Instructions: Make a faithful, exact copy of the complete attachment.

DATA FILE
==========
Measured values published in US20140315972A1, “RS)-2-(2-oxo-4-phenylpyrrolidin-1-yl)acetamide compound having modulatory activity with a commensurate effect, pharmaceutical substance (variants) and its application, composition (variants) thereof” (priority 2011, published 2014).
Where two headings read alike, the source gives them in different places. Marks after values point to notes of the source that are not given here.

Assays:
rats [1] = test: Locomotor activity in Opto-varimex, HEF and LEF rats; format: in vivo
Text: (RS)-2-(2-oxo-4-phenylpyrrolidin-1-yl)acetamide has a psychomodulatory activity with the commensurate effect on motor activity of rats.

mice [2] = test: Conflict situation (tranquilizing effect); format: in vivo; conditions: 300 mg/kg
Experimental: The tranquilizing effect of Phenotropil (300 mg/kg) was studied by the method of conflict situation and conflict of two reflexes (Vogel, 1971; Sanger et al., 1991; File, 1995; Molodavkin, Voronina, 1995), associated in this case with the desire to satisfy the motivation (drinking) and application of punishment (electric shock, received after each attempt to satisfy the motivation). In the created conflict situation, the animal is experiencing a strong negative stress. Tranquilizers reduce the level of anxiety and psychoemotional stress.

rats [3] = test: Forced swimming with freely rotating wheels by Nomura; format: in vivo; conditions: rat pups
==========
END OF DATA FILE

Measured values published in US20140315972A1, “RS)-2-(2-oxo-4-phenylpyrrolidin-1-yl)acetamide compound having modulatory activity with a commensurate effect, pharmaceutical substance (variants) and its application, composition (variants) thereof” (priority 2011, published 2014).
Where two headings read alike, the source gives them in different places. Marks after values point to notes of the source that are not given here.

Assays:
rats [1] = test: Locomotor activity in Opto-varimex, HEF and LEF rats; format: in vivo
Text: (RS)-2-(2-oxo-4-phenylpyrrolidin-1-yl)acetamide has a psychomodulatory activity with the commensurate effect on motor activity of rats.

mice [2] = test: Conflict situation (tranquilizing effect); format: in vivo; conditions: 300 mg/kg
Experimental: The tranquilizing effect of Phenotropil (300 mg/kg) was studied by the method of conflict situation and conflict of two reflexes (Vogel, 1971; Sanger et al., 1991; File, 1995; Molodavkin, Voronina, 1995), associated in this case with the desire to satisfy the motivation (drinking) and application of punishment (electric shock, received after each attempt to satisfy the motivation). In the created conflict situation, the animal is experiencing a strong negative stress. Tranquilizers reduce the level of anxiety and psychoemotional stress.

rats [3] = test: Forced swimming with freely rotating wheels by Nomura; format: in vivo; conditions: rat pups